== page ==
The fact that this process is challenging and, at times, frustrating, should not discourage you from applying to an American school, especially if it is your top-choice institution. Instead, consider the following tips before compiling your application:
1. Aim for strong standardized test scores
Your standardized test scores are an important component of your college application. The ACT and the SAT, for example, can play a central role in whether or not you are accepted to a given college or university. Similarly, you should also plan to devote a significant period of time to studying for the Test of English as a Foreign Language (or TOEFL). Earning a competitive score on this exam demonstrates that you have attained proficiency in the English language, which can increase your viability as an applicant.
2. Emphasize fit
When you hear the term “American school,” do you automatically think of Harvard University? How about Yale University? These are indeed elite (and well known) schools, but that does not necessarily mean that they are right for you. Instead of simply applying to the “best” colleges and universities in the United States, conduct research to determine which school is ideal for you. Consider your potential major, the resources or assistance that you might require, location, and so on. You will likely be surprised to find that there are many colleges outside the Ivy League that suit your goals and needs.
3. Capitalize on the admissions essay
As previously mentioned, a great TOEFL score can show an admissions committee that you are proficient in English, but it will not tell them what actions you took to reach that point. So, when writing your admissions essay, be sure to mention how you learned English.
For instance, if you took private lessons or studied abroad, include these details in your essay. They can demonstrate your commitment to your academic and career goals, an admirable quality in any applicant. Moreover, your admissions essay will give you the opportunity to illustrate your command of the language by virtue of its being written in English. Take the time to choose your words and phrases carefully. You may even want to have a native speaker proofread your essay before you submit it.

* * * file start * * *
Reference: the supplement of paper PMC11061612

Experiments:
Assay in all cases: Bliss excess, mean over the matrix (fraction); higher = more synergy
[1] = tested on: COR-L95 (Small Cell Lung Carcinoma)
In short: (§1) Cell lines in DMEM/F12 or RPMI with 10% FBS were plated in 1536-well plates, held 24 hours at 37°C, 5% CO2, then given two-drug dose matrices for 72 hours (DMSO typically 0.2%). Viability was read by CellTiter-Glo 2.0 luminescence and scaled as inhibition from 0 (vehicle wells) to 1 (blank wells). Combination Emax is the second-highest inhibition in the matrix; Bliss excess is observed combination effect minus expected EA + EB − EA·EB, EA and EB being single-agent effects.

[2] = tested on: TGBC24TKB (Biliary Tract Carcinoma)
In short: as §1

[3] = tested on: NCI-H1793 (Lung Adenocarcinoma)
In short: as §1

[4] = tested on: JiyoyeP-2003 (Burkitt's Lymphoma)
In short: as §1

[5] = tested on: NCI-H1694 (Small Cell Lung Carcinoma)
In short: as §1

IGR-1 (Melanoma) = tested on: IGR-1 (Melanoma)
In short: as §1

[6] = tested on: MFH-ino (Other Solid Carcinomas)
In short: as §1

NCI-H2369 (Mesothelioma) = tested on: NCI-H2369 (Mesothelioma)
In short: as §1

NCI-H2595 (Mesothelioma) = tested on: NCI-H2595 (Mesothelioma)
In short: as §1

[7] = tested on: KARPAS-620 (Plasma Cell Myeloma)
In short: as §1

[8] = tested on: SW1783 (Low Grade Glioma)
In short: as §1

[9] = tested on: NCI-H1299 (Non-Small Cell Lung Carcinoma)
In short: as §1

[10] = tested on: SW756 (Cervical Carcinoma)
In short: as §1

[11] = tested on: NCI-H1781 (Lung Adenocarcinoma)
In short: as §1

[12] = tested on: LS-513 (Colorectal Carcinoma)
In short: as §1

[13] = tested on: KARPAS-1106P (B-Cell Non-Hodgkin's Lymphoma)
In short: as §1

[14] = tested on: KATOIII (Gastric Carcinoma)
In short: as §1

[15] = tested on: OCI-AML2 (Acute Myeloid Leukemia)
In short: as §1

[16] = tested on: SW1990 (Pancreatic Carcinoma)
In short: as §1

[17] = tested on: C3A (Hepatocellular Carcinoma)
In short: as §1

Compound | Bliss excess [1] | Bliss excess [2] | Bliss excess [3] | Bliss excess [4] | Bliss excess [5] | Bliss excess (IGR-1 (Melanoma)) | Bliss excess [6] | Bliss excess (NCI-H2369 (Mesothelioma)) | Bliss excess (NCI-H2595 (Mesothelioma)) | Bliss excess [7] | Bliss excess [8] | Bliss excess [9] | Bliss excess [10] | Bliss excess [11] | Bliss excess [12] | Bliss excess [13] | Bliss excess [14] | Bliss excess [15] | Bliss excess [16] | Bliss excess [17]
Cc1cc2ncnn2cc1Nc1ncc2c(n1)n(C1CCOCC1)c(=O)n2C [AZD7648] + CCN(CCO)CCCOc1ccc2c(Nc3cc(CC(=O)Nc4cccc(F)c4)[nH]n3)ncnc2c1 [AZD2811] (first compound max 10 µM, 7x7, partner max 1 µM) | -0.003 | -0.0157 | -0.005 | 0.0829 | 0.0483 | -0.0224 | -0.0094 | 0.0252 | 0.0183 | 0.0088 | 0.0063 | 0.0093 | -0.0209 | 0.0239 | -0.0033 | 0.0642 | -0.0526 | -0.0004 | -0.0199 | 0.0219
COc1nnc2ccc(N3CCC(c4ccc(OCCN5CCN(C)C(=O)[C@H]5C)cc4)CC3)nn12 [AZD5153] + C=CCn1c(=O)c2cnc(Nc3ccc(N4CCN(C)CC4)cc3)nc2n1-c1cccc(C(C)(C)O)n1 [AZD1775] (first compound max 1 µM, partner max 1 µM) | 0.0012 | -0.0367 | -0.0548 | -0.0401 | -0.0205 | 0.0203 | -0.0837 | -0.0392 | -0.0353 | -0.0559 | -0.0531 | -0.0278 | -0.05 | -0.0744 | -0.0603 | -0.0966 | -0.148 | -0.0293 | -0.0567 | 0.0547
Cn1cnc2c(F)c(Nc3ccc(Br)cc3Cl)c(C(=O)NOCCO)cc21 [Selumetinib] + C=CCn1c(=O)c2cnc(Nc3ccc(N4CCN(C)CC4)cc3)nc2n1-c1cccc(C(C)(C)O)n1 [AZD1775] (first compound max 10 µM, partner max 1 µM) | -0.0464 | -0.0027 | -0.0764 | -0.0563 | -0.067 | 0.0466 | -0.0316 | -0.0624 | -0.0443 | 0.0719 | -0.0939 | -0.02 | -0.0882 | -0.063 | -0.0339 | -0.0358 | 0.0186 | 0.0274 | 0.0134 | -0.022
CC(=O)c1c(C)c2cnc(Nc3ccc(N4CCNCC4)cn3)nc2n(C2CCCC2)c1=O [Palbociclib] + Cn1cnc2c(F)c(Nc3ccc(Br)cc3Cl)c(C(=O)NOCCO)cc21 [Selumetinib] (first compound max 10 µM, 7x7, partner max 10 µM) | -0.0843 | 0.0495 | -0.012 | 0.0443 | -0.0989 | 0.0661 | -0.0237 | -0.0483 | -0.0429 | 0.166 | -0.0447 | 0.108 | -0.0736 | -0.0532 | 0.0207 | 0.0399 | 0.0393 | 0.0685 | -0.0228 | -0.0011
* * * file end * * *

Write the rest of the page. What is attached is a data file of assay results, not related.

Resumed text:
4. Familiarize yourself with the American educational system
Educational systems vary from country to country, which can make the process of applying to college—and succeeding once accepted—confusing or downright overwhelming. This can be an intimidating thought, but know that there will be people on your campus who can help you succeed. Nevertheless, investigate what will be expected of you, and explain how you are equipped to handle these challenges in your admissions essay.
5. Highlight your extracurricular involvement
All schools like to see proof that you are active in your community. For example, if you have volunteer experience, discuss what motivated you to volunteer and what you have learned as a result. Occasionally, your level of familiarity with the wider world can be just as important as your grades and test scores, so make room for it in your application.
David White is a contributing writer for UniversityTutor.com, the world's largest global marketplace for finding independent tutors.